Finally, I want to point out that every single attorney doing the demonstrations during this “mega” trial had a completely different style and demeanor. How great is this both for the student to learn that there are “many” ways to be a great lawyer, and for a professor to be able to comment on various styles. We meet every stripe of trial lawyer from one who loves being an intense demonstrative storyteller, to another who is just friendly and relaxed and a “best friend”, to another who is respectful and business like, to yet another who is the essence of “reason.” Brilliant.

It is clear that this isn’t a movie made by professionals from Hollywood. But it is more than abundantly clear that this is a film made by legal professionals who want students to get a leg up on what the real world is all about. I highly recommend it.

TIP: If you are teaching trial advocacy, think way outside the box!




The Debt – Movies For Lawyers – The Act Of Communication Point Of View

6 September 2011

From Alan:

THE DEBT is an adult, intelligent and captivating thriller. International intrigue and WWII and Nazis and Israeli agents from Mosad…the pace, the cutting, the music, the plot and the extraordinary acting all combine to make this a film for thinking people. And it is a continuous build of suspense. Which brings me to my point…what can lawyers learn from this film?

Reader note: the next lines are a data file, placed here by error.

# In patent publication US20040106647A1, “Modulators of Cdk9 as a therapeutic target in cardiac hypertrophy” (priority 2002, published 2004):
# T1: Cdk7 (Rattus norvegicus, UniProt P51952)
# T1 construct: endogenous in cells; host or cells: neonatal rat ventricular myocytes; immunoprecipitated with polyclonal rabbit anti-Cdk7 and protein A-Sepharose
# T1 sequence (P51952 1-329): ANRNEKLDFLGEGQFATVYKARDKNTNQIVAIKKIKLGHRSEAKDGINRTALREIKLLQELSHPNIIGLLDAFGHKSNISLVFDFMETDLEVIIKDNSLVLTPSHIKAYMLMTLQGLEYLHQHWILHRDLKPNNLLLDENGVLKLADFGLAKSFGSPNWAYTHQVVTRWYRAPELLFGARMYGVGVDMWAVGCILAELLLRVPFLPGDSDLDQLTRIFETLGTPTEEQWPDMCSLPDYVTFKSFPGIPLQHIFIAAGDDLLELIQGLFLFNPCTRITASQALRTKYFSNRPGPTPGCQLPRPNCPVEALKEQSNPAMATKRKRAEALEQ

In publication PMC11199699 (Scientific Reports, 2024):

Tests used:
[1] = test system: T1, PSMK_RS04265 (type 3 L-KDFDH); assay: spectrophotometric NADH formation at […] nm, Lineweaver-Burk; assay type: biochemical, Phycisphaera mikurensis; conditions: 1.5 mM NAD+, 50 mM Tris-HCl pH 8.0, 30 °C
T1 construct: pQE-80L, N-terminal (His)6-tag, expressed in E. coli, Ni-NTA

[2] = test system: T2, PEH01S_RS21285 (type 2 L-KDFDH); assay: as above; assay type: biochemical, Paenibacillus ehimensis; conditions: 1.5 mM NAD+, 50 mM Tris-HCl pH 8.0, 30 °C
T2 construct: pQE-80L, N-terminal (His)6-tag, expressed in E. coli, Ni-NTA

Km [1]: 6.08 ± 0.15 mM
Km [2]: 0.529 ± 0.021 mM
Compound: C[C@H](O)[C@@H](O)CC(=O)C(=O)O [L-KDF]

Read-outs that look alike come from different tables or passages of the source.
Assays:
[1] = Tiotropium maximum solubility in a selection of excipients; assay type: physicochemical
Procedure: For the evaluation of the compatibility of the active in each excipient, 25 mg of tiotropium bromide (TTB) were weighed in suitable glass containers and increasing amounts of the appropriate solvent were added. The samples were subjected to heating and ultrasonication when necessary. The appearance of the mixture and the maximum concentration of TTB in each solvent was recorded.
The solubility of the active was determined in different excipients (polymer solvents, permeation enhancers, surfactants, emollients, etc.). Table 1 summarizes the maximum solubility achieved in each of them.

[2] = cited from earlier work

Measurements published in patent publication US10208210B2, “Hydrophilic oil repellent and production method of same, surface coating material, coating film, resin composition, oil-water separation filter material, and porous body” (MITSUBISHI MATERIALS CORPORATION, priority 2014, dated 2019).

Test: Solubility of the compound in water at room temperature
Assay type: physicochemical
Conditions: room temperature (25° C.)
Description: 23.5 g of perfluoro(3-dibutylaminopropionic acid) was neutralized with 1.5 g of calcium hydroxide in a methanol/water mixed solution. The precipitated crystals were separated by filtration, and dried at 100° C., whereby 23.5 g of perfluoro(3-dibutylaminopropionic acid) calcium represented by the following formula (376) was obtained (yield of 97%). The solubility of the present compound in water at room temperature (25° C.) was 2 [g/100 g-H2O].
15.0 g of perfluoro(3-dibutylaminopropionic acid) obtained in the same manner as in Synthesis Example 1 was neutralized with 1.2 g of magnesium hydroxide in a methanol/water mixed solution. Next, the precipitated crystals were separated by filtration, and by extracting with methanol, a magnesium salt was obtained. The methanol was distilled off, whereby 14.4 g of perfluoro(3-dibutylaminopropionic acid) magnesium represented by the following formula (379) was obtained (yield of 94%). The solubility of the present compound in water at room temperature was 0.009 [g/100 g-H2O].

Of course there is a great story, that is essential. But it is the SEQUENCING in the telling of the story that is what you should look to, if you can remember while being propelled and sucked in to this remarkable journey.

Every story has a beginning, middle and end. And, in court, as we have always advocated, the end should instruct the jury, arbitrator, mediator or judge. But the question always arises as to, where do you begin the story?

We have always suggested starting at the juiciest place…the “sexiest” part…a grabber. And one classic way to do this is how THE DEBT begins…with what seems like the end. This is a tried and true and very effective way of having a narrative unfold. Begin at the end. And in the case of this film, a very dramatic, action-filled and gripping end. Then, rewind, as it were, and tell the story leading up to that first image/section. The audience/listeners will have a sense of familiarity, of being in on it, and there is a lot to be gained by this.

Another complication in this particular narrative is that the story takes place in two different times…with the same group of characters. During WWII and in 1997. So, there are two simultaneous narratives developing. And both of these employ this same principle of moving back through time. From the end to the beginning. And eventually, some of that conflates in the contemporary plot. By then, we are so taken in and caught up that we rejoice, or at least Katherine and I did, in knowing and hoping and wondering and being surprised by what is happening.

Often, in your cases, there are complex, interweaving narratives. When telling a story live, in court, it is essential to have some physical anchor, a place where you stand in the room, for each of these narratives. With this physical anchor clear and secure, it is possible to have multiple narratives unfold, intercut and happen at the same time. In film, of course, the editing, the cutting, allows the filmmaker to move us in place and time. In court, you have the burden of doing that yourself. Of course if you try it and become adept you will feel the power and synergy of building the narrative and suspense of multiple stories simultaneously. Try it. Rehearse. It will be hard at first, but it will get to be fun. And it is very effective.

TIP: Try telling your story from the end first, then rewind back to the start. And, try telling multiple narratives simultaneously. Rehearse, practice. Choose a case that benefits from these techniques. You will gain so much.